D.C. May Go Back to Vaccine Mandate Just One Day After Mayor's Announcement

A Democratic councilmember in Washington, D.C., has drafted a bill to reinstate a COVID-19 vaccine requirement for indoor businesses just one day after Mayor Muriel Bowser announced that the nation's capitol will no longer enforce the rule.

Bowser's decision has gotten some criticism from both parties. Councilmember Brianne Nadeau said Tuesday that she drafted an emergency bill to reapply the vaccine requirement, and that she is seeking to call a special session in order to vote on reinstating the requirements as soon as possible.

"I plan on asking @ChmnMendelson to call a special session of the Council this week so we don't have to wait two weeks to act," Nadeau wrote on Twitter.

Nadeau's announcement comes just 24 hours after Bowser said D.C. would no longer require businesses to verify vaccination status starting on February 15.

In that announcement, the mayor noted that virus cases have dropped by more than 90 percent since the height of the latest Omicron surge, with hospitalizations falling by 95 percent.

"We are in a much better place now," Bowser said. "DC Health will maintain its advisories according to the level of spread."

Bowser also said that the district would soon be dropping its indoor mask on March 1, leaving private businesses to decide whether or not they would still like to enforce the rule. In areas that pose a greater risk for spreading the virus, such as schools, medical facilities, and public transit, masking will still be required.

The decision followed in the footsteps of several other Democratic cities including Chicago, Minneapolis, and Denver, who have moved to ease up on COVID-19 policies as virus cases continue to fall across the nation.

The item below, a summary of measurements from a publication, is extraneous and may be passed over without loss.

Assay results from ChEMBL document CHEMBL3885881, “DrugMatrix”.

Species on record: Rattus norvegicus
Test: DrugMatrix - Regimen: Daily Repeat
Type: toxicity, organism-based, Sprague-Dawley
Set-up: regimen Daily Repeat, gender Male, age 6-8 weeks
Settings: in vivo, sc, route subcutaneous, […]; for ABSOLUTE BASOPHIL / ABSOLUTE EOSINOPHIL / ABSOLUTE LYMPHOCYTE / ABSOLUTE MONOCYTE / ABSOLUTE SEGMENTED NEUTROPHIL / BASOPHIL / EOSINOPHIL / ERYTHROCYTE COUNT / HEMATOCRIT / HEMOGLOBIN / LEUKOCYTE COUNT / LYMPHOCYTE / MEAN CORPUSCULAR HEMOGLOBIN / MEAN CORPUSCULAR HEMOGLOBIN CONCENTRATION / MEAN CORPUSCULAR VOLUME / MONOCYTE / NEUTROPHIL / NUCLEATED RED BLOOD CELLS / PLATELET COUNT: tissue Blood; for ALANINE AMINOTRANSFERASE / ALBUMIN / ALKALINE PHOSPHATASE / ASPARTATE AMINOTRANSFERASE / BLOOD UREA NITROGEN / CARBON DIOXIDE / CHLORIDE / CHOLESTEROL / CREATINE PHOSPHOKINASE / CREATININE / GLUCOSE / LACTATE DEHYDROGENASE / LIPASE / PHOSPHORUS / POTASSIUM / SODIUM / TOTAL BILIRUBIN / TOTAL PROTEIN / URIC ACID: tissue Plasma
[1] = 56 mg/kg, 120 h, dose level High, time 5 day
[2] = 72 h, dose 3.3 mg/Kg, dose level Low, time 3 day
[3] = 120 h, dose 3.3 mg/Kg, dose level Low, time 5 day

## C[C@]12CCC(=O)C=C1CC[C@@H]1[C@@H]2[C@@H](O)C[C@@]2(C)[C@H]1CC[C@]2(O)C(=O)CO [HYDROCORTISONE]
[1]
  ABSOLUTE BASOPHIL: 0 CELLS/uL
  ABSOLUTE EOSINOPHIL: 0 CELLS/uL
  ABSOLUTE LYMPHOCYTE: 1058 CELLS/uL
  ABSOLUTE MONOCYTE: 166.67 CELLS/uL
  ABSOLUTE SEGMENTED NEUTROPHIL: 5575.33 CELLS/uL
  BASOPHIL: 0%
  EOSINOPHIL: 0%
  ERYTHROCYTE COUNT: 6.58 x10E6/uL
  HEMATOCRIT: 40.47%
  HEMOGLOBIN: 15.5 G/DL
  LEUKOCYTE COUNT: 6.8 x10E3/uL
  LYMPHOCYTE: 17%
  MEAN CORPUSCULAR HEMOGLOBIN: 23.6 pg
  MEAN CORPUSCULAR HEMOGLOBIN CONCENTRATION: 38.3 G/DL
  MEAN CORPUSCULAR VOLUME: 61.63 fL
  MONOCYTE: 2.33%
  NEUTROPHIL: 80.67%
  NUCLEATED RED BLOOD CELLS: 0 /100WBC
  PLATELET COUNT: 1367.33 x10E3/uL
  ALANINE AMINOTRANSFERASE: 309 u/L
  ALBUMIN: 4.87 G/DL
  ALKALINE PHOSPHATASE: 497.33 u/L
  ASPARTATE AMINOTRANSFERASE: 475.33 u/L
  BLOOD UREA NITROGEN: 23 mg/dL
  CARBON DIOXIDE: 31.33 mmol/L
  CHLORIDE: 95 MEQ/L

However, some D.C. leaders have criticized Bowser's decision for possibly coming too soon.

"As a CM, and a parent of 2 kids under 5, I am flabbergasted and angry. Why would we give up on vaccines when we have come this far? Why are we not protecting the workers in these industries? Why are we telling parents we don't care if they participate in society? I'm so F-ing mad," Nadeau wrote in response to the announcement on Monday.

Democratic Councilmember Robert C. White Jr., who is challenging Bowser in an upcoming mayoral primary, also took to Twitter to express his disappointment in ending the mandate.

"The vaccine mandate is working," he wrote. "Cases are just starting to go down and ending it now is premature. The vaccine mandate made it possible for many families, including mine, to feel a little comfort and calmed the anxiety of frontline workers and immunocompromised folks. We need responsible leadership that centers the needs of our most vulnerable residents instead of trying to score political points."

Meanwhile, some Republican members of Congress criticized Bowser's decision for being politically motivated.

"Bowser shut down & fined businesses for a vax mandate that didn't even last a month. The science didn't change, politics did," Arizona Rep. Andy Biggs tweeted Monday.

As of Tuesday, it is unclear whether or not Nadeau's emergency bill will successfully pass in the city council. Newsweek contacted Bowser's office for additional comment, but did not hear back in time for publication.

When asked by reporters whether it was premature to end the vaccine mandate and other restrictions, Bowser simply said Monday: "It's not."

"What we know is we have to be nimble," the mayor added. "I don't think any of us can say here there won't be other variants that would require us to do something different."

Washington D.C. Proof of Vaccine
On Monday, Mayor Muriel Bowser said businesses would no longer be required to check for vaccine status starting February 15, but Councilmember Brianne Nadeau is fighting that. Above, a sign requiring proof of vaccination for guests is posted outside a restaurant in downtown Washington, D.C., January 19. DANIEL SLIM/AFP/Getty Images